format string.  The format may be NULL, indicating that no
	 arguments are provided. Returns the result of the call on
	 success, or NULL on failure.  This is the equivalent of the
	 Python expression: o.method(args).

         Note that Special method names, such as "__add__",
	 "__getitem__", and so on are not supported. The specific
	 abstract-object routines for these must be used.

       */


     /* Implemented elsewhere:

     long PyObject_Hash(PyObject *o);

         Compute and return the hash, hash_value, of an object, o.  On
	 failure, return -1.  This is the equivalent of the Python
	 expression: hash(o).

       */


     /* Implemented elsewhere:

     int PyObject_IsTrue(PyObject *o);

	 Returns 1 if the object, o, is considered to be true, and
	 0 otherwise. This is equivalent to the Python expression:
	 not not o

	 This function always succeeds.
	 
       */

     PyObject *PyObject_Type Py_PROTO((PyObject *o));

       /*
	 On success, returns a type object corresponding to the object
	 type of object o. On failure, returns NULL.  This is
	 equivalent to the Python expression: type(o).
       */

     int PyObject_Length Py_PROTO((PyObject *o));

       /*
         Return the length of object o.  If the object, o, provides
	 both sequence and mapping protocols, the sequence length is
	 returned. On error, -1 is returned.  This is the equivalent
	 to the Python expression: len(o).

       */

     PyObject *PyObject_GetItem Py_PROTO((PyObject *o, PyObject *key));

       /*
	 Return element of o corresponding to the object, key, or NULL
	 on failure. This is the equivalent of the Python expression:
	 o[key].

       */

     int PyObject_SetItem Py_PROTO((PyObject *o, PyObject *key, PyObject *v));

       /*
	 Map the object, key, to the value, v.  Returns
	 -1 on failure.  This is the equivalent of the Python
	 statement: o[key]=v.
       */


/*  Number Protocol:*/

     int PyNumber_Check Py_PROTO((PyObject *o));

       /*
         Returns 1 if the object, o, provides numeric protocols, and
	 false otherwise. 

	 This function always succeeds.

       */

     PyObject *PyNumber_Add Py_PROTO((PyObject *o1, PyObject *o2));

       /*
	 Returns the result of adding o1 and o2, or null on failure.
	 This is the equivalent of the Python expression: o1+o2.


       */

     PyObject *PyNumber_Subtract Py_PROTO((PyObject *o1, PyObject *o2));

       /*
	 Returns the result of subtracting o2 from o1, or null on
	 failure.  This is the equivalent of the Python expression:
	 o1-o2.

       */

     PyObject *PyNumber_Multiply Py_PROTO((PyObject *o1, PyObject *o2));

       /*
	 Returns the result of multiplying o1 and o2, or null on
	 failure.  This is the equivalent of the Python expression:
	 o1*o2.


       */

     PyObject *PyNumber_Divide Py_PROTO((PyObject *o1, PyObject *o2));

       /*
	 Returns the result of dividing o1 by o2, or null on failure.
	 This is the equivalent of the Python expression: o1/o2.


       */

     PyObject *PyNumber_Remainder Py_PROTO((PyObject *o1, PyObject *o2));

       /*
	 Returns the remainder of dividing o1 by o2, or null on
	 failure.  This is the equivalent of the Python expression:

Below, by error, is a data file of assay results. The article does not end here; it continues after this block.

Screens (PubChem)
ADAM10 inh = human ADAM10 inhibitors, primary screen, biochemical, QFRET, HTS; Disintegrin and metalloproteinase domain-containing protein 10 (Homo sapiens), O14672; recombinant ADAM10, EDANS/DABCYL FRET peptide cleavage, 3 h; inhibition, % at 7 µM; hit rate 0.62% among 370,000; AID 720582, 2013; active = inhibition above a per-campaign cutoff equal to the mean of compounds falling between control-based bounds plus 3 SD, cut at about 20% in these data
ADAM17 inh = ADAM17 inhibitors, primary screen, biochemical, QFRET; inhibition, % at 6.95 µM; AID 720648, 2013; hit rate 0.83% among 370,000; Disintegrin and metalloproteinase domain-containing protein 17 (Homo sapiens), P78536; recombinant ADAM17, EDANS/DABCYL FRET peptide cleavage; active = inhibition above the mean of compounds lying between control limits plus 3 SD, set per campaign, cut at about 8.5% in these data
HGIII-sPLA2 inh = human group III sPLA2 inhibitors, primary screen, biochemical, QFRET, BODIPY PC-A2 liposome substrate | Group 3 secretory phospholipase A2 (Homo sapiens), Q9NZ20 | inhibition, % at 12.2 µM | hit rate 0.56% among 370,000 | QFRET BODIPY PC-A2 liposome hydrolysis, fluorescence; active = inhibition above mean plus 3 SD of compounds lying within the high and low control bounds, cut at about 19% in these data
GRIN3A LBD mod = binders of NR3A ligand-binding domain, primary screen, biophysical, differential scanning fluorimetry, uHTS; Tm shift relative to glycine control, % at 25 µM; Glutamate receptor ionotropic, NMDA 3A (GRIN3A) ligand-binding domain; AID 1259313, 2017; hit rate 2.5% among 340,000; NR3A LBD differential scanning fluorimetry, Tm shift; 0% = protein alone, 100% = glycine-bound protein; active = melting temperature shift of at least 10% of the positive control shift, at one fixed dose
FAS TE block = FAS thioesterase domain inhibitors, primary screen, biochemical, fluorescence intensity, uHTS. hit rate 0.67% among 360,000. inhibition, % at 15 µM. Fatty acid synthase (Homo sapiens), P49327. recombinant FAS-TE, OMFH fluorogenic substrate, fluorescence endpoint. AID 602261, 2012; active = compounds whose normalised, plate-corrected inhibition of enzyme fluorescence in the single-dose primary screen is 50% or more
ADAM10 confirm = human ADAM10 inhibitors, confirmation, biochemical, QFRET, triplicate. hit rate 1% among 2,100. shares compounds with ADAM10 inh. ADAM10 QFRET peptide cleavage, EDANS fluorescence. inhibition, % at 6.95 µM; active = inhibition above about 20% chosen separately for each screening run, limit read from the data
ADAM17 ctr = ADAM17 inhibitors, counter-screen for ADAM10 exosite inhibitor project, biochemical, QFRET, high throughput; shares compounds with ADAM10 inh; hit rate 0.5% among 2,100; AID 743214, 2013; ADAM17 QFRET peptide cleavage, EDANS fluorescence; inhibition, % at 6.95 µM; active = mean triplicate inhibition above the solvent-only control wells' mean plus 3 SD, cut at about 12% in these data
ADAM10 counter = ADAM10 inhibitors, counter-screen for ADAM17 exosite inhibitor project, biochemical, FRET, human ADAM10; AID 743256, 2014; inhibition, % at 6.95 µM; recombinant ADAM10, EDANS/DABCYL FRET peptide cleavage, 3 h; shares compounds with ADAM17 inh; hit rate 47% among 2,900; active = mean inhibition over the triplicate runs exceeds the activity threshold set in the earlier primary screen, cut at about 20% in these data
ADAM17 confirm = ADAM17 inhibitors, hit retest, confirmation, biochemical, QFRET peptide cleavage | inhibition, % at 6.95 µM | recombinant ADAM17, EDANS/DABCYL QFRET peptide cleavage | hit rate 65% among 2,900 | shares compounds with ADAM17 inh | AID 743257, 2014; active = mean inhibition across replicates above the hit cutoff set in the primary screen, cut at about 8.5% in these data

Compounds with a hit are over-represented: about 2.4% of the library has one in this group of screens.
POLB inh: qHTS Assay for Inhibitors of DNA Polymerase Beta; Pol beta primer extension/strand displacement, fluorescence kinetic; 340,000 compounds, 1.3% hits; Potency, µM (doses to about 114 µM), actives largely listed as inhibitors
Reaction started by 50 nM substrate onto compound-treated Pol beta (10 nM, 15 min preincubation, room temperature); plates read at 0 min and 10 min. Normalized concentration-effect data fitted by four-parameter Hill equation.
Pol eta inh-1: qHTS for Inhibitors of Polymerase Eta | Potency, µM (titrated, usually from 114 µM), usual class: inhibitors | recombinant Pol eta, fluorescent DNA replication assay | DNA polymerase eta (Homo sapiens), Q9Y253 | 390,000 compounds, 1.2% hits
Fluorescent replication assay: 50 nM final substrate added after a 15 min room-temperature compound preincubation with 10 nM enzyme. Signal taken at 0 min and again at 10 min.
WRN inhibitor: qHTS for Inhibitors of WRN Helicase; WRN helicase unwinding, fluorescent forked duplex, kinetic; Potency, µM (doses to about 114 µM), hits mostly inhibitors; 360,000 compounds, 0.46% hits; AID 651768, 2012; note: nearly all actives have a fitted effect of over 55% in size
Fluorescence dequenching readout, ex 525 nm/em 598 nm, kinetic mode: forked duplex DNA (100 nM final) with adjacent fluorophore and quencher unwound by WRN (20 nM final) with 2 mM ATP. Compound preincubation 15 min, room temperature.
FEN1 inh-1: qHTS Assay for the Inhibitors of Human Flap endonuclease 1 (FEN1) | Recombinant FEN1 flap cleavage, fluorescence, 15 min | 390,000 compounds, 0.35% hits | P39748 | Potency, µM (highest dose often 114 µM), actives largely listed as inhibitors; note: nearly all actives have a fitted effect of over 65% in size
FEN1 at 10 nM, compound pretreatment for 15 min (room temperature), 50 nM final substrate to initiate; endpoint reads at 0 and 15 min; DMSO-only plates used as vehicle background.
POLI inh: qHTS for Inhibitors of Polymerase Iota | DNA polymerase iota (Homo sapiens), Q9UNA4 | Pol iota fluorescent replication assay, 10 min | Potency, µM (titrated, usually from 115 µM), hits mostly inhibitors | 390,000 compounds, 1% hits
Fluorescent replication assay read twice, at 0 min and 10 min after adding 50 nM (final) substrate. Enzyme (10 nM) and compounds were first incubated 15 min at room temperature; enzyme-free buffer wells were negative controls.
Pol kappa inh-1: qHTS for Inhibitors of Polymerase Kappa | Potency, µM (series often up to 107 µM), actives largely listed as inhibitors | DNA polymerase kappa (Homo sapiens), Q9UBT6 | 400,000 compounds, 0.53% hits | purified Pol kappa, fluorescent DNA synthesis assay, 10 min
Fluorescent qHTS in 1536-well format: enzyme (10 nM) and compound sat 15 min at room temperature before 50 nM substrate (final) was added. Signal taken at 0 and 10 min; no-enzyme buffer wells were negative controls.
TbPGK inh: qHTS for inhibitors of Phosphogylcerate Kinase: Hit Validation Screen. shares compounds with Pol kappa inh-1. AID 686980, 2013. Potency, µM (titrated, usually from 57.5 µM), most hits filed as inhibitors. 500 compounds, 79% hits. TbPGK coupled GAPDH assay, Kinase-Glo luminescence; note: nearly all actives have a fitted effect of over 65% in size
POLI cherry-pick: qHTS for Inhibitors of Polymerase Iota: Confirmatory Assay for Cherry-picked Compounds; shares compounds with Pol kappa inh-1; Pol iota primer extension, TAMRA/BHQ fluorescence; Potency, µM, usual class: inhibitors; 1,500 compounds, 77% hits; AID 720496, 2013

o1%o2.


       */

     PyObject *PyNumber_Divmod Py_PROTO((PyObject *o1, PyObject *o2));

       /*
	 See the built-in function divmod.  Returns NULL on failure.
	 This is the equivalent of the Python expression:
	 divmod(o1,o2).


       */

     PyObject *PyNumber_Power Py_PROTO((PyObject *o1, PyObject *o2, PyObject *o3));

       /*
	 See the built-in function pow.  Returns NULL on failure.
	 This is the equivalent of the Python expression:
	 pow(o1,o2,o3), where o3 is optional.

       */

     PyObject *PyNumber_Negative Py_PROTO((PyObject *o));

       /*
	 Returns the negation of o on success, or null on failure.
	 This is the equivalent of the Python expression: -o.

       */

     PyObject *PyNumber_Positive Py_PROTO((PyObject *o));

       /*
         Returns the (what?) of o on success, or NULL on failure.
	 This is the equivalent of the Python expression: +o.

       */

     PyObject *PyNumber_Absolute Py_PROTO((PyObject *o));

       /*
	 Returns the absolute value of o, or null on failure.  This is
	 the equivalent of the Python expression: abs(o).

       */

     PyObject *PyNumber_Invert Py_PROTO((PyObject *o));

       /*
	 Returns the bitwise negation of o on success, or NULL on
	 failure.  This is the equivalent of the Python expression:
	 ~o.


       */

     PyObject *PyNumber_Lshift Py_PROTO((PyObject *o1, PyObject *o2));

       /*
	 Returns the result of left shifting o1 by o2 on success, or
	 NULL on failure.  This is the equivalent of the Python
	 expression: o1 << o2.


       */

     PyObject *PyNumber_Rshift Py_PROTO((PyObject *o1, PyObject *o2));

       /*
	 Returns the result of right shifting o1 by o2 on success, or
	 NULL on failure.  This is the equivalent of the Python
	 expression: o1 >> o2.

       */

     PyObject *PyNumber_And Py_PROTO((PyObject *o1, PyObject *o2));

       /*
	 Returns the result of "anding" o2 and o2 on success and NULL
	 on failure. This is the equivalent of the Python
	 expression: o1 and o2.


       */

     PyObject *PyNumber_Xor Py_PROTO((PyObject *o1, PyObject *o2));

       /*
	 Returns the bitwise exclusive or of o1 by o2 on success, or
	 NULL on failure.  This is the equivalent of the Python
	 expression: o1^o2.


       */

     PyObject *PyNumber_Or Py_PROTO((PyObject *o1, PyObject *o2));

       /*
	 Returns the result or o1 and o2 on success, or NULL on
	 failure.  This is the equivalent of the Python expression: 
	 o1 or o2.

       */

     /* Implemented elsewhere:

     int PyNumber_Coerce(PyObject *o1, PyObject *o2);

         On success, returns a tuple containing o1 and o2 converted to
	 a common numeric type, or None if no conversion is possible.
	 Returns -1 on failure. This is equivalent to the Python
	 expression: coerce(o1,o2).

       */

     PyObject *PyNumber_Int Py_PROTO((PyObject *o));

       /*
	 Returns the o converted to an integer object on success, or
	 NULL on failure.  This is the equivalent of the Python
	 expression: int(o).

       */